Rationale: Despite the potentially important roles for infection in adult non-cystic fibrosis (CF) bronchiectasis disease progression, the bacterial species present in the lower airways of these patients is poorly characterised. Objectives: To provide a comprehensive cross-sectional analysis of bacterial content of lower airway samples from patients with non-CF bronchiectasis using culture-independent microbiology. Methods: Paired induced sputum and bronchoalveolar lavage samples, obtained from 41 adult patients with non-CF bronchiectasis, were analysed by 16S ribosomal RNA gene pyrosequencing. Assessment of species distribution and dispersal allowed 'core' and 'satellite' bacterial populations to be defined for this patient group. Microbiota characteristics correlated with clinical markers of disease. Measurement and main results: 140 bacterial species were identified, including those associated with respiratory tract infections and opportunistic infections more generally. A group of core species, consisting of species detected frequently and in high abundance, was defined. Core species included those currently associated with infection in bronchiectasis, such as Pseudomonas aeruginosa, Haemophilus influenzae and Streptococcus pneumoniae, and many species that would be unlikely to be reported through standard diagnostic surveillance. These included members of the genera Veillonella, Prevotella and Neisseria. The comparative contribution of core and satellite groups suggested a low level of random species acquisition. Bacterial diversity was significantly positively correlated with forced expiratory volume in 1 s (FEV1) and bacterial community composition similarity correlated signi ficantly with FEV1, neutrophil count and Leicester cough score. Conclusions: Characteristics of the lower airways microbiota of adult patients with non-CF bronchiectasis correlate significantly with clinical markers of disease severity.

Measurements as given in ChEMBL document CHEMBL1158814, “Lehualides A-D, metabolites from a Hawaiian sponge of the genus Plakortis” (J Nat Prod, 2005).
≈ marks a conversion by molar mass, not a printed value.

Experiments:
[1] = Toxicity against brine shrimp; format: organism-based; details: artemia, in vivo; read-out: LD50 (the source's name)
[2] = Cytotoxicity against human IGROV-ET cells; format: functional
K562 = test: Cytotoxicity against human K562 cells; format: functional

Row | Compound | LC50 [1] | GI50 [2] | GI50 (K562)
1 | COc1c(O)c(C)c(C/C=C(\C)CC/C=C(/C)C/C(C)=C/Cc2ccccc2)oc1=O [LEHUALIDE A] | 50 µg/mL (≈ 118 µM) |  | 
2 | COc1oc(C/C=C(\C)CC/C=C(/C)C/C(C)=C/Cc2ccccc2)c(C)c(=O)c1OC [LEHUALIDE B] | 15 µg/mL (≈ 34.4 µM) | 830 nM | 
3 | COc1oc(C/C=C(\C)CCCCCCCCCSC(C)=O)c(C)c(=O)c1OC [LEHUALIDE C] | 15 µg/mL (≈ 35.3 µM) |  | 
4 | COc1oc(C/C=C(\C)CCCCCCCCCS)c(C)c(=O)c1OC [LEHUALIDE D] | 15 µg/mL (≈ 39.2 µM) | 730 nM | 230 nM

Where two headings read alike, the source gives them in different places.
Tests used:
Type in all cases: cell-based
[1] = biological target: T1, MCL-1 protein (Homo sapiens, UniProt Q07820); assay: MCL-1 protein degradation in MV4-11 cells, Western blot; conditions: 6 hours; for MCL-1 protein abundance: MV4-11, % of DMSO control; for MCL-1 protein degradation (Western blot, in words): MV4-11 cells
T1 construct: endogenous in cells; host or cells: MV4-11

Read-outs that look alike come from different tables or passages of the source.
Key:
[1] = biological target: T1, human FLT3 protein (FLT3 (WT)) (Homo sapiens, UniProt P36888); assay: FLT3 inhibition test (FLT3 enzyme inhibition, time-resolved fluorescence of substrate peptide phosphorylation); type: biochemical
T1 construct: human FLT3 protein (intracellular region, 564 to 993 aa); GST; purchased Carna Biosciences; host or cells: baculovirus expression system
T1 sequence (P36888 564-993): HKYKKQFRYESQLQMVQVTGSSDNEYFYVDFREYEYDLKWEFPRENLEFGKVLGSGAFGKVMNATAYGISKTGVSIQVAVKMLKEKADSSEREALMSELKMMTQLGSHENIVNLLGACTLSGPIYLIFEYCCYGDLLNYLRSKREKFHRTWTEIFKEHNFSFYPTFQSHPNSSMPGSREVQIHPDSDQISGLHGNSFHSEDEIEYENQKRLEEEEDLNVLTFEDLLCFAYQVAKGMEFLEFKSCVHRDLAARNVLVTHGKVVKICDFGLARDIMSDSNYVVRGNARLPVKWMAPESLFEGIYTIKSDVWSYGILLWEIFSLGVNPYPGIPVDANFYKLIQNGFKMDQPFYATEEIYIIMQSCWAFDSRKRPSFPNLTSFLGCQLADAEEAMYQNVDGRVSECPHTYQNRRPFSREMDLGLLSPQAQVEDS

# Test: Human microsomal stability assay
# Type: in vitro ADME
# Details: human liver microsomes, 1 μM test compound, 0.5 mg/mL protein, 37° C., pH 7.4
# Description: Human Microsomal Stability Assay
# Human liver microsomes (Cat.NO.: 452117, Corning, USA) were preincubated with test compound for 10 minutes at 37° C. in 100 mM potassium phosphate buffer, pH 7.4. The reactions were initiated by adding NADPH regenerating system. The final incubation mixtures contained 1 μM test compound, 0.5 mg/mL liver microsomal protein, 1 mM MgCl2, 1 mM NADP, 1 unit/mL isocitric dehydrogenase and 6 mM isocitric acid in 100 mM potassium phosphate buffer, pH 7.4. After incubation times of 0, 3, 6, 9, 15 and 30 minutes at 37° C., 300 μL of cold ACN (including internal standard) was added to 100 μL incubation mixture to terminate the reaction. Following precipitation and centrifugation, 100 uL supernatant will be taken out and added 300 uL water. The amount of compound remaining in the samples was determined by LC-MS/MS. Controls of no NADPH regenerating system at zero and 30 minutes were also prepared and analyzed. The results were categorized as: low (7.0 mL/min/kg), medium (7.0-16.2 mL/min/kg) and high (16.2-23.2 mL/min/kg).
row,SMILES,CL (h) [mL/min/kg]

ASJC Scopus subject areas
- Pulmonary and Respiratory Medicine